Capablanca random chess
Capablanca Random Chess (CRC) is a chess variant invented by Reinhard Scharnagl in 2004. It combines the piece set and 10x8 board from Capablanca Chess with the permutation idea of Fischer Random Chess (Chess960). This game won a contest in 2005 held at The Chess Variant Pages to design a chess variant based upon the theme of the number 10.
The rules are the same as in Capablanca chess but initial setup is randomized. White and black pieces are set up in symmetrical position. The pieces on the first rank are placed in a random way with the following restrictions:
- Bishops must be on opposite colored spaces.
- The queen and the archbishop (which are composite pieces possessing, in part, the movement powers of bishops) must also be on opposite colored spaces.
- The king must be between the rooks.
- All pawns must be protected in initial setup.
- The starting position must be different from that of Gothic Chess.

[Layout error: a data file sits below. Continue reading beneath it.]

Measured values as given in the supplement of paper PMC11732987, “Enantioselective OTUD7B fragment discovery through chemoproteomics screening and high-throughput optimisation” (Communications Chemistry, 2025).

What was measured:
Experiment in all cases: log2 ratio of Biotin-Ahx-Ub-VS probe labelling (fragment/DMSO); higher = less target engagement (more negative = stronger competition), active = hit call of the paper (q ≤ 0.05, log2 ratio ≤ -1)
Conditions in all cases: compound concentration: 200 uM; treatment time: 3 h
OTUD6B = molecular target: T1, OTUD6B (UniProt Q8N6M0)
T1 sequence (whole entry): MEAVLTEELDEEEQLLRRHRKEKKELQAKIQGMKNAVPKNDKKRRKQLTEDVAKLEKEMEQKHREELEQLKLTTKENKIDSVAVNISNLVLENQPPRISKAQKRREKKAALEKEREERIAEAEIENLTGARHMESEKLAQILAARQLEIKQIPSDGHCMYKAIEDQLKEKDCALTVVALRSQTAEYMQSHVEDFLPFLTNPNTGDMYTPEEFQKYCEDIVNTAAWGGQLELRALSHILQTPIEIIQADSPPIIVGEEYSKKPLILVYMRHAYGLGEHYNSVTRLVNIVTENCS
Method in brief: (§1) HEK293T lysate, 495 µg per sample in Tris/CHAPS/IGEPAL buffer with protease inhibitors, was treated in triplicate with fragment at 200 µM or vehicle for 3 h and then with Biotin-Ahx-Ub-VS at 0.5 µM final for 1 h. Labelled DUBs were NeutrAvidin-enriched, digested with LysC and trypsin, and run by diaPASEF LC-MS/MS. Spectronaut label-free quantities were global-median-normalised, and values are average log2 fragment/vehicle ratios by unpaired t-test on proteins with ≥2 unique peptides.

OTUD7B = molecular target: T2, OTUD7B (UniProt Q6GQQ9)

- Starting positions with neighbouring bishops must be avoided.
The first restriction is taken from Fischer Random Chess for the purpose of balancing the power of colorbound bishops. The second restriction is based upon the first restriction but extrapolated to the unique piece set used within CRC. The third restriction is taken from Fischer Random Chess to preserve castling ability. The fourth restriction helps to minimize the advantage held by white in having the first move of the game. The fifth restriction is to avoid possible legal issues in America with Gothic Chess, which was formerly protected by a US patent. The sixth restriction was introduced later upon discovery by Reinhard Scharnagl that such positions might increase the first move of the game advantage for white.
Together, these six rules restrict the opening setup to 12,118 starting positions.
Extended FEN Encoding
Within Capablanca Random Chess, X-FEN is used (to represent positions).
- "Contest to design a 10-chess variant". The Chess Variant Pages. 2005-12-25. Retrieved 2007-08-19.
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